The fish finder device is capable of indicating the presence of fish, including the type of fish present in an area. This device is an essential tool that must be present in the arsenal of any angler who wishes to reel in more fish. Regarding a fish finder, there are few questions some anglers are yet to find satisfactory answers to, questions like “How far out does a fish finder locate fish?”, and so on. Yes, we are aware that a fish finder is used to locate the presence of fish, but do you know the max range at which a fish finder device can identify fish? If you don’t, then sit back, relax, and meticulously glance through this write-up to get the best answer to that question. Before answering the question, it’s paramount we brief you a little on a little of what the fish finder device is.
What is Covered:
How Far Out Does A Fish Finder Locate Fish?
A fish finder is regarded as a device designed to indicate the presence of fish underneath the water, and this device also helps to measure water depth. Aside from the functions as mentioned above, a fish finder is also capable of revealing underwater objects, such as rocks, wreckage, and school of fish that we can’t see with our bare eyes. Each year different types of new innovative fish finders are flooding the market. Present in the fish finder market are the cheap fish finders and the expensive ones, therefore, it’s best you go for that which properly suits your budget.
Having gotten little insight on what a fish finder device is, it best we delve into the real issue.
Range Of A Fish Finder:
Frequency of a particular fish finder plays a significant role in determining how far a fish finder can locate fish. There are two types of frequency, the infrasonic (low frequency) and the ultrasonic (high frequency).
Ultrasound frequency utilized by a fish finder usually ranges from 15KHz to around 200KHz. But, the majority of the modern fish finder made for recreational craft makes use of 50KHz and 200KHz. Such fish finders you find in the market incorporate electronic circuitry that can convey and receive ultrasound in the frequencies mentioned above. A transducer mounted on the bottom of the craft can also be configured to control the two frequencies.
Nevertheless, fish finders for professional use, e.g., those utilized by commercial anglers can use other frequencies, like 15, 22, 45, 38, 50, 75, 88, 68, 107, 150, 200 KHz. There exist several unique and reliable fish finders that makes use of frequency of 400 kHz, but it is an uncommon occurrence. As earlier stated, there exist a panoply of configurable frequencies for fish finders for fishery vessels, and a fish finder usually adopts a combination of two frequencies (low and high frequencies).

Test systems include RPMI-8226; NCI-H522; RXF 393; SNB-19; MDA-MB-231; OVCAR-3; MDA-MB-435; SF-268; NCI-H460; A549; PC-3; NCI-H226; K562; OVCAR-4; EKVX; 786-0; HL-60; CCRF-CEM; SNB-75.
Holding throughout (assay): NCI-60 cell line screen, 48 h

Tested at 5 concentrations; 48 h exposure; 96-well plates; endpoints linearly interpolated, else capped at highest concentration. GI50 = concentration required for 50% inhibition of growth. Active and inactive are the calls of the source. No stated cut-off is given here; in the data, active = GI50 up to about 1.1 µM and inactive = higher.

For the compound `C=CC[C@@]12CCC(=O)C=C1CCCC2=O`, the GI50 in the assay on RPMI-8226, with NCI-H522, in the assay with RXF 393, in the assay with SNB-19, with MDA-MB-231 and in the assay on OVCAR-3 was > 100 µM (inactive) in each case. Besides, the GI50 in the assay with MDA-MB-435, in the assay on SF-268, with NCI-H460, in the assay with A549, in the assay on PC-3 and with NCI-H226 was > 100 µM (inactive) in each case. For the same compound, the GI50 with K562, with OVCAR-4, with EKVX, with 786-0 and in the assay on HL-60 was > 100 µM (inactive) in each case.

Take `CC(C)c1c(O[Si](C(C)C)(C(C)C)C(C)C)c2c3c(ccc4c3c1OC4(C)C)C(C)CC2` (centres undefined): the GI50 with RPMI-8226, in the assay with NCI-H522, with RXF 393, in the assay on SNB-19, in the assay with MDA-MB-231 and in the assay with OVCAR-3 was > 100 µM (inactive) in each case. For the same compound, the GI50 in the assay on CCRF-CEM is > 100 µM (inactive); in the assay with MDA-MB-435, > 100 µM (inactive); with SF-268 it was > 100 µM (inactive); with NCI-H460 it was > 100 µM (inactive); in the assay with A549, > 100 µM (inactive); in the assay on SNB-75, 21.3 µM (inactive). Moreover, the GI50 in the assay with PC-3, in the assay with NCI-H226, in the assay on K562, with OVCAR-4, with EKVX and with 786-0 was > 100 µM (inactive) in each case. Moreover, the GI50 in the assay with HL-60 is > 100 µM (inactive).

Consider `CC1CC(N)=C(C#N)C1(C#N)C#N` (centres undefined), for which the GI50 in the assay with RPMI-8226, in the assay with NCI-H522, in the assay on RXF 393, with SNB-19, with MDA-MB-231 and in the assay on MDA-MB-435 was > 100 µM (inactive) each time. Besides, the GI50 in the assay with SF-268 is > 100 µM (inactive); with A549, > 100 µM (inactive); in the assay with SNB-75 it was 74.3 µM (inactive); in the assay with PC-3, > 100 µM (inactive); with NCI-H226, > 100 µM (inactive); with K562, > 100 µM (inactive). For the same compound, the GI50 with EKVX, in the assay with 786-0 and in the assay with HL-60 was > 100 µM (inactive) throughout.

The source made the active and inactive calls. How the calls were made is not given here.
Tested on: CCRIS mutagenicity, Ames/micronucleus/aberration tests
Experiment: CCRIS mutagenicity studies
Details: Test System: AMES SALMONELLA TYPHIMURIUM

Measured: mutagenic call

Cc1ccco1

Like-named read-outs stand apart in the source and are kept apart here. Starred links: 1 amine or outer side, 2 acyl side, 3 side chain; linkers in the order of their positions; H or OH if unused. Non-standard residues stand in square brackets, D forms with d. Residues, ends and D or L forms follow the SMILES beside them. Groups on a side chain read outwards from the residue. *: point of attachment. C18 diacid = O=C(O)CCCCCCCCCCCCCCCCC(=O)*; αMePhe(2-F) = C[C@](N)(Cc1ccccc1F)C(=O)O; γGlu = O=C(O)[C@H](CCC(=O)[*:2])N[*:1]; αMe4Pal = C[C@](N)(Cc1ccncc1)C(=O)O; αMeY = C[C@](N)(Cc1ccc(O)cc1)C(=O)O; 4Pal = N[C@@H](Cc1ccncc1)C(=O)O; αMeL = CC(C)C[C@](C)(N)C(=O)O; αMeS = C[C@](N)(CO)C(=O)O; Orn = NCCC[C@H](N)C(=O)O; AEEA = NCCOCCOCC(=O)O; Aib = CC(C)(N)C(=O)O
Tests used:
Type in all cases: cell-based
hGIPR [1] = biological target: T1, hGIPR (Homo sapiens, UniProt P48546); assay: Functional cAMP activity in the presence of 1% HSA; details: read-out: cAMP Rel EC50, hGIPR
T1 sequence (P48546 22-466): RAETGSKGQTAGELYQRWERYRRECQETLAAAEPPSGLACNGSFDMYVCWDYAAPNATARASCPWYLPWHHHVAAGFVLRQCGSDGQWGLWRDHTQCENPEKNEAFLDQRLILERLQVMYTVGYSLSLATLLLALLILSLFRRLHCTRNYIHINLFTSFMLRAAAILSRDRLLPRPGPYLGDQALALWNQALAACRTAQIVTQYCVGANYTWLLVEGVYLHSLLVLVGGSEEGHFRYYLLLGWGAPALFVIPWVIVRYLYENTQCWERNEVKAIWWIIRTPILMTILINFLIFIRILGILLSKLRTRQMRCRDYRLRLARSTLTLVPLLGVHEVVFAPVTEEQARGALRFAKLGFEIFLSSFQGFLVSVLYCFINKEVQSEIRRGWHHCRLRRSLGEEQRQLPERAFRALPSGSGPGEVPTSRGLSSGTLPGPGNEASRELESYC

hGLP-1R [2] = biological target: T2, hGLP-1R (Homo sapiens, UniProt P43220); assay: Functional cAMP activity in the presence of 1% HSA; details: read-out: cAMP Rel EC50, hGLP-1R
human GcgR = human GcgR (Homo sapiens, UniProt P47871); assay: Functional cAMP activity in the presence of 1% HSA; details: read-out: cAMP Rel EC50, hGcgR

This aspect of the frequencies hinges on the intending aim of the fish finder, which is, inter alia, searching for certain species of fish; understand the condition of the sea bed, carrying out an extensive area search with a search angle of 90 degrees at a go, carrying out a thorough search for school of fish, preventing interference with other fish finders around, and detecting school of fish that provides feeble echo returns. The searchable region and the range in which a fish finder can locate fish all hinges on the frequency adopted. On the contrary, high-frequency ultrasound is ideal for a thorough search in deep water, while a low-frequency search is suitable for general searches in a broad area including searching deep water.
Commercial anglers also adopt these characteristics when fishing. They carry out a search using low frequency (e.g., 15KHz) beams first to understand the general location of the school of fish around the boat. Afterward, they narrow down the search area for a school of fish by adopting high-frequency beam (e.g., 200KHz), to find the precise location of a school of fish and operate the boat so that it is directly above the targeted school of fish.
Like earlier stated, the detection range of a fish finder device hinges solely on the frequency used for ultrasound transmission. In principle, the higher the ultrasound frequency, the shorter the propagation range of the fish finder. This means that a fish finder with a higher ultrasound frequency will have a shorter fish detecting range, unlike a fish finder that comes with a lower ultrasound frequency. The wavelength of a high frequency is small, which results in more detailed searches, but it reduces significantly while moving underwater. Low-frequency ultrasound is described by its long wavelength, wider directivity angle and a high rate of tolerance directed towards underwater attenuation, therefore giving rise to wide-area-searches in deeper water.
In summary, you can select low frequency if you are fishing in deep water and increase the frequency if you are carrying out a thorough search in shallow water. Also, when adopting low-frequency ultrasound, you may be able to carry out more accurate deep-water searches by including an alternative power adapter, which increases the power of the transmitter to a little kilowatt. You should note that when utilizing the power adapter, you will require a dedicated transducer that is capable of handling a higher transmitter strength.
The difference in searchable range between low and high-frequency ultrasound:
Basically, with fish finders that come with reduced frequency (50 kHz) ultrasound, you can carry out a deep-water search, while with a fish finder that comes with high frequency (200KHz) ultrasound, the searchable depth is not that deep. In a nutshell, the range in which a fish finder can detect the presence of fish, all depends on the frequency of the fish finder, and each fish finder present in the market comes with various frequency.